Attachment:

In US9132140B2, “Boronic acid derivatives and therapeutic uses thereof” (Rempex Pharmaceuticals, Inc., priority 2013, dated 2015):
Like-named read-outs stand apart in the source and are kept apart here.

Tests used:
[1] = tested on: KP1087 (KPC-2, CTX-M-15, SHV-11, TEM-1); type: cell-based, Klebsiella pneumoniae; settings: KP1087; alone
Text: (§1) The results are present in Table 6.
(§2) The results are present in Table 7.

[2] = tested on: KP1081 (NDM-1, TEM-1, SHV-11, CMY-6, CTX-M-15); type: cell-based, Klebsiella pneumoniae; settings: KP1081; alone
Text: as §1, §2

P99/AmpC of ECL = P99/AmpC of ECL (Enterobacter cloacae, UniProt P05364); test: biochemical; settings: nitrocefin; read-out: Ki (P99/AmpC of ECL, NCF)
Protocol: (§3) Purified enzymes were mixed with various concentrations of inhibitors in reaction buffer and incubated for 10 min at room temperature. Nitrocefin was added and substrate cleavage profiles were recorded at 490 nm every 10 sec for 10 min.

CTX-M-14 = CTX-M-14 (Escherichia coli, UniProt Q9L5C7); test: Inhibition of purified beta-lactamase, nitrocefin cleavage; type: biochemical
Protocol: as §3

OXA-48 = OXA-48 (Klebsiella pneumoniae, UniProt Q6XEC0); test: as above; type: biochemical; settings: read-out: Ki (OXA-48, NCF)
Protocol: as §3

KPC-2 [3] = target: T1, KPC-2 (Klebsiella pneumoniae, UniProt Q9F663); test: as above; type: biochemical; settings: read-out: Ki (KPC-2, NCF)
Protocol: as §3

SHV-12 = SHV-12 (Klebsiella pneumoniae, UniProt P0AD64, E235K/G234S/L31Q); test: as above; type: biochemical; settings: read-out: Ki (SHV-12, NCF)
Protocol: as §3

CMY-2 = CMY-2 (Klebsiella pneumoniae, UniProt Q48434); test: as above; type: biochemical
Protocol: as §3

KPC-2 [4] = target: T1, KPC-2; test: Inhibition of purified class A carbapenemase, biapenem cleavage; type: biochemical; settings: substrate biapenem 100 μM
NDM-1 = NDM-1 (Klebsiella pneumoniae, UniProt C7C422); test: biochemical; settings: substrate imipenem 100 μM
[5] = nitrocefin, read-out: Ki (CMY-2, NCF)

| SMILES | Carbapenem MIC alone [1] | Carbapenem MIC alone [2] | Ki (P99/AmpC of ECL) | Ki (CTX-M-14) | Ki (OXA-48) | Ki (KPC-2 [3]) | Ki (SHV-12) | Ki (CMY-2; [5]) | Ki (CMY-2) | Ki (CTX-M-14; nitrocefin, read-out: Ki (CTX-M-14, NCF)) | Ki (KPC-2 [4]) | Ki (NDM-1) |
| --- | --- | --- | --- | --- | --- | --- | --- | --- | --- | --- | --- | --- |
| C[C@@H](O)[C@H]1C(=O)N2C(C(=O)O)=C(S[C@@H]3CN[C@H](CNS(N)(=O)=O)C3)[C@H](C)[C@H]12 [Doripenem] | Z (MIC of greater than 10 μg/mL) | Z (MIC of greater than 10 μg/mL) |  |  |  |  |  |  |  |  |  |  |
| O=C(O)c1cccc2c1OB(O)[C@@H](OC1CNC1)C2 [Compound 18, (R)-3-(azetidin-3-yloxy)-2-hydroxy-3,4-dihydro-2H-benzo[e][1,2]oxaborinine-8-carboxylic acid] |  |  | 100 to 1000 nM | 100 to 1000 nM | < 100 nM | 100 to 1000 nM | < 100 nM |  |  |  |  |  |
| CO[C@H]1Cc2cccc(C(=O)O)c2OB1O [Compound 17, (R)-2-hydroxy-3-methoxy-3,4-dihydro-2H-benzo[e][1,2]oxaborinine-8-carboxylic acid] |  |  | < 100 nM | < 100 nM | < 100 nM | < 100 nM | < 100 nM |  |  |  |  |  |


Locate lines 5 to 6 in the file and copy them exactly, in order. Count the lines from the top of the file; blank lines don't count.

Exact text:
Text: (§1) The results are present in Table 6.
(§2) The results are present in Table 7.